With rising price of oil, ‘clean’ coal may serve as a good alternative. But due to its notoriuos polluting nature and like oil, supply will be running out soon, we cannot expect it to replace oil as primary energy source. The third alternative is nuclear fission, but being accident prone, difficulty in disposal and potential development of nuclear weapons, have discouraged widespread usage. In addition, it is in lower supply than oil. Solar energy looks appealing due to its abundance and cleanliness. But current solar cells have efficiency of 10% only and not economical as a primary energy source.
Last option is to use ‘exotic’ fossil fuels like liquefied natural gas (LNG), tar sands and bio-fuels. LNG may offset some oil for energy production but not possibly replace the latter as production cannot rise fast enough and is a diminishing resource as well. Extracting tar sands is expensive and have environmental issues. Bio-fuel still requires more research to bring its price down.
Chapter 12 – Misplaced Priorities: Our Biggest Obstacle Today
The government has been heavily subsidizing gasoline and if free-market forces were allowed to determine the price, Americans would pay between $5.60 to $15.14 a gallon. The government should stop the subsidies and let people experience the real cost. In this way, the society would then make an effort to develop alternatives. Academics put climatic change and environment as the priority and the energy problem is not even in the consideration.
Chapter 13 – Your Personal Choice: Insane Wealth or Pitiful Poverty
Investment Pitfall #1: Cash
Effect of inflation will erode the buying power of money. Savings account, Cash Deposits, Treasury Bils and other short term deposits are not advisable to put your money in.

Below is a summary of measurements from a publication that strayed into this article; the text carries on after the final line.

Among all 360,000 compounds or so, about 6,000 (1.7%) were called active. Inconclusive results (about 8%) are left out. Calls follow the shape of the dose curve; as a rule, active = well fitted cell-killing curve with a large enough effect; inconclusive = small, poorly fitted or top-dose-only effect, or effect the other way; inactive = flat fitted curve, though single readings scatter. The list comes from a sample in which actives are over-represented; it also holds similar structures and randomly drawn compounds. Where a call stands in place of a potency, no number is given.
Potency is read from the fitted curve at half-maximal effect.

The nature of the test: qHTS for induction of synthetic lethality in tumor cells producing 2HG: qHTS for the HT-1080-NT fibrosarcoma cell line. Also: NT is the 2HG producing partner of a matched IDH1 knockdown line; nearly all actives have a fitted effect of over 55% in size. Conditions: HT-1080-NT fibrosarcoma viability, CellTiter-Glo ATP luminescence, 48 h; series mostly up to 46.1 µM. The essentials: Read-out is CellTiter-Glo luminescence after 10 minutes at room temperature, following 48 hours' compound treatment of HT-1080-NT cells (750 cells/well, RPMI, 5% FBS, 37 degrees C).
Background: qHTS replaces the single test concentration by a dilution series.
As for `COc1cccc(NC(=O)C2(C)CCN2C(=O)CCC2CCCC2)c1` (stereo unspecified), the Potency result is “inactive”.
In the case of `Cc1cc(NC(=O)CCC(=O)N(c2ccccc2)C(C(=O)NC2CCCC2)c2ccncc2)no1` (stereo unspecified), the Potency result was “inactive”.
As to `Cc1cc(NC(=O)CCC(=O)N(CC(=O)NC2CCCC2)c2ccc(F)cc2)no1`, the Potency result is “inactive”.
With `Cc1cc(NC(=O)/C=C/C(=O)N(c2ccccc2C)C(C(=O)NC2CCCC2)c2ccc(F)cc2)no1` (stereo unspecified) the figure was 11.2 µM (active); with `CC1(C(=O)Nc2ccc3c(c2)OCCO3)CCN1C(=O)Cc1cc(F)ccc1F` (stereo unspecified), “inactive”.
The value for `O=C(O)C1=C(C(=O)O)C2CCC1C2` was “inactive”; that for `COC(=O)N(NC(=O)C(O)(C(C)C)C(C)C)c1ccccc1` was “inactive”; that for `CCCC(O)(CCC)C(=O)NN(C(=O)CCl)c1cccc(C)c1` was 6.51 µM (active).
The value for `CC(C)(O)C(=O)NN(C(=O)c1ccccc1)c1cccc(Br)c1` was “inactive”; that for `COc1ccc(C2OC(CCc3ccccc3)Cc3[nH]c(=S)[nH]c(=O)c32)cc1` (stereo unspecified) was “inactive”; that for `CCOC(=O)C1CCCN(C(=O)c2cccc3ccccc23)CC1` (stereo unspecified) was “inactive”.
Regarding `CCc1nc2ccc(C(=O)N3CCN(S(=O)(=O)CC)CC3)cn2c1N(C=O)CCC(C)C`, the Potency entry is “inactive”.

Performance of cash in 1970s (high inflation period):
Av. annual nominal return = 6.3%
Av. annual real return = -1.1%
Total real return = -10.5%
Investment Pitfall #2: Bonds
Bond price and its yield is inversely related (one goes up, the other goes down). With high inflation, the yield on the bond may be lower than the inflation rate, and it means that you are having lower real returns. The only worthwhile bond to buy is the Treasury Inflation-Protected Securities (TIPS), where its principal and interest payments is peg to the inflation rate.
Performance of bond in 1970s (high inflation period):
Av. annual nominal return = 5.5%
Av. annual real return = -1.9%
Total real return = -17.5%
Investment Pitfall #3: Stocks
The overall market will offer poor returns and only certain sectors will do well. Thus, avoid index investing in the near future. Sectors to avoid are so-called the defensive groups (cosmetics, food, retail stores) as their P/E ratio will fall dramatically. P/E ratio will fall because investor are wary of paying too high a price for stocks during high inflation period. Moreover, companies are not likely to grow during this period and would not be able to increase their earnings. Companies that are highly dependent on oil (airlines, autos, chemicals) are vulnerable too and should stay away from them.
Performance of S&P 500 in 1970s(high inflation period):
Av. annual nominal return = 5.9%
Av. annual real return = -1.5%